Kingdom to Commune: Protestant Pacifist Culture between World War I and the Vietnam Era
Kingdom to Commune: Protestant Pacifist Culture between World War I and the Vietnam Era by The University of North Carolina Press at Hanoi PE. Hurry! Limited time offer. Offer valid only while supplies last. American religious pacifism is usually explained in terms of its practitioners' ethical and philosophical commitments. Patricia Appelbaum argues that
Exploring piety, practice, and material religion, Appelbaum describes a surprisingly complex culture of Protestant pacifism expressed through social networks, iconography, vernacular theology, individual spiritual practice, storytelling, identity rituals, and cooperative living. Between World War I and the Vietnam War, she contends, a paradigm shift took place in the Protestant pacifist movement. Pacifism moved from a mainstream position to a sectarian and marginal one, from an embrace of modernity to skepticism about it, and from a Christian center to a purely pacifist one, with an informal, flexible theology.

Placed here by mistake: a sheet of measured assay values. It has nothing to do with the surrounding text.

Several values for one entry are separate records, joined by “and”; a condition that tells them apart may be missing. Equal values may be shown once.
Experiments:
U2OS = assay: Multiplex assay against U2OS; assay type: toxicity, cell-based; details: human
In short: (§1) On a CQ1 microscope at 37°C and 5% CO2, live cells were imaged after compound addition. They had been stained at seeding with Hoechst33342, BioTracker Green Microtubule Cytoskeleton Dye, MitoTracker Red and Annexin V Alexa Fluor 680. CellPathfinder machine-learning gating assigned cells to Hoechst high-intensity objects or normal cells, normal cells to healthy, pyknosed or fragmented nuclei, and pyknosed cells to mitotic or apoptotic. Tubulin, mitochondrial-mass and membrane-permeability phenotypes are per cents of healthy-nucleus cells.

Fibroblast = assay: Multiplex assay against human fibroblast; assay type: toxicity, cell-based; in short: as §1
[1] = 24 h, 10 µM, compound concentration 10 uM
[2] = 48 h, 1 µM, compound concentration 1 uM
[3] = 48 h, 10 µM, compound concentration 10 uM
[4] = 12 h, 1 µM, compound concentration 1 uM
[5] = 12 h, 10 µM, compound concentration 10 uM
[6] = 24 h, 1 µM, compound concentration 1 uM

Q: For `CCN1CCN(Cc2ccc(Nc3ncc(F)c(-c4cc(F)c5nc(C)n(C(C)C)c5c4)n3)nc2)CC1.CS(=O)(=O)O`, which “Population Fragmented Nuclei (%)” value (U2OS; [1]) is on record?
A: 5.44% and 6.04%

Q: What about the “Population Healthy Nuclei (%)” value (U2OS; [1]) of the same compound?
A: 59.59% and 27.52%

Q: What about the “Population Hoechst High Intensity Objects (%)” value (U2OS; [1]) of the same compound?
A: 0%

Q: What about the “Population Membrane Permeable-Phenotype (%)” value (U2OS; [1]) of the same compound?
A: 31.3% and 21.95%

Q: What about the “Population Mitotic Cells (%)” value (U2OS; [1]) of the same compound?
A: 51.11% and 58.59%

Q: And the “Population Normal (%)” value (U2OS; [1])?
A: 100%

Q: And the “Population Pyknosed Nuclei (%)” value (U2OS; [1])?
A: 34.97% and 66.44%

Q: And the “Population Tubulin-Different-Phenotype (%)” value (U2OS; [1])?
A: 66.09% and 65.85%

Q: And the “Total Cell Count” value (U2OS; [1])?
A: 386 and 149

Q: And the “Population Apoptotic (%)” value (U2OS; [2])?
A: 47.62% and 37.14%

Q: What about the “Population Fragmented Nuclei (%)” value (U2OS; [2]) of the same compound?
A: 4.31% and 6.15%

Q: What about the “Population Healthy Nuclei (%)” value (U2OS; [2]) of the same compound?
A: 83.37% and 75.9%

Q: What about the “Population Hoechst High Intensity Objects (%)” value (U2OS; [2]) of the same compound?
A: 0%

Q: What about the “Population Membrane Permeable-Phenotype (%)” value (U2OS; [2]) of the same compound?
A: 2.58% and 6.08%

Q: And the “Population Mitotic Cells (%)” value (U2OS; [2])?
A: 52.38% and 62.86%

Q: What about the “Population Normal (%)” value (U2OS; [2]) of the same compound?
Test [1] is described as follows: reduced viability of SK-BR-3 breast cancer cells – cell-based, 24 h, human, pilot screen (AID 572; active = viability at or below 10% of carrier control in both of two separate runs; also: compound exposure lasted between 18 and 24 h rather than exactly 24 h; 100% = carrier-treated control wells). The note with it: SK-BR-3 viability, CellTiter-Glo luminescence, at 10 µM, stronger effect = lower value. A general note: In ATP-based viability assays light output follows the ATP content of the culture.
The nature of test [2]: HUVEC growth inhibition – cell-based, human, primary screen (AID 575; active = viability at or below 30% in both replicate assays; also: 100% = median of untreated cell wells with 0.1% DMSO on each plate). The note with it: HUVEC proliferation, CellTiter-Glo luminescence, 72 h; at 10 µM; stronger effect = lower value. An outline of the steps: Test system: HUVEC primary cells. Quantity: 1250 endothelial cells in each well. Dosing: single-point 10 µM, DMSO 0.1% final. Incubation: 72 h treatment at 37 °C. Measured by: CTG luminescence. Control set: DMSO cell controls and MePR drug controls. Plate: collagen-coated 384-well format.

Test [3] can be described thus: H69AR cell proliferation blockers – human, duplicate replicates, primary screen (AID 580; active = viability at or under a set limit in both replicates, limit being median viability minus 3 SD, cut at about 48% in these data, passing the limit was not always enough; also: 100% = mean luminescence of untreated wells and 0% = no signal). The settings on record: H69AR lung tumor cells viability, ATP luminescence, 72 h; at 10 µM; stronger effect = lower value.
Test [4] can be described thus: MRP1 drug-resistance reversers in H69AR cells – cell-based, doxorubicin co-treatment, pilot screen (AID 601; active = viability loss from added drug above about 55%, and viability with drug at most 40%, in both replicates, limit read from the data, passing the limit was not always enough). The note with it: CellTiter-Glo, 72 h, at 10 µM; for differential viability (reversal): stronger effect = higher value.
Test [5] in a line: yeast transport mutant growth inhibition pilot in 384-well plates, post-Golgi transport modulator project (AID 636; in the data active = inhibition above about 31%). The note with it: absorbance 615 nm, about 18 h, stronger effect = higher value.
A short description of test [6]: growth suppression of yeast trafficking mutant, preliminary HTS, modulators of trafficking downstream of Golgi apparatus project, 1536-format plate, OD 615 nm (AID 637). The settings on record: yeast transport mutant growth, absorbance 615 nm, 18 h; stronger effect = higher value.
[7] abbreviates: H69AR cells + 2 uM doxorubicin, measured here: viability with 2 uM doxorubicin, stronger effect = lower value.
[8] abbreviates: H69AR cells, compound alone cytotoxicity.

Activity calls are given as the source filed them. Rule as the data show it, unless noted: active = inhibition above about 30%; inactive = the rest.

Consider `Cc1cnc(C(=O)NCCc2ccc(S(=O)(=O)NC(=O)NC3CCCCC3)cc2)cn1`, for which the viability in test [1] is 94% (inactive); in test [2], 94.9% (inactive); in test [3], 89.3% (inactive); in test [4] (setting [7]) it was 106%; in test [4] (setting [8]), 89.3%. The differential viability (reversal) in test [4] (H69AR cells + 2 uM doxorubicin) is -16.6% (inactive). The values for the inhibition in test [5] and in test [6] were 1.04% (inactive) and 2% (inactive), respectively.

The book begins and ends with biographical profiles of two very different pacifists, Harold Gray and Marjorie Swann. Their stories distill the changing religious culture of American pacifism revealed in Kingdom to Commune.
|Manufacturer:||The University of North Carolina Press|
|Publisher:||The University of North Carolina Press|
|Studio:||The University of North Carolina Press|
|Item Size:||6.2 x 1 x 1 inches|
|Package Weight:||1.5 pounds|
|Package Size:||6.4 x 1.2 x 1.2 inches|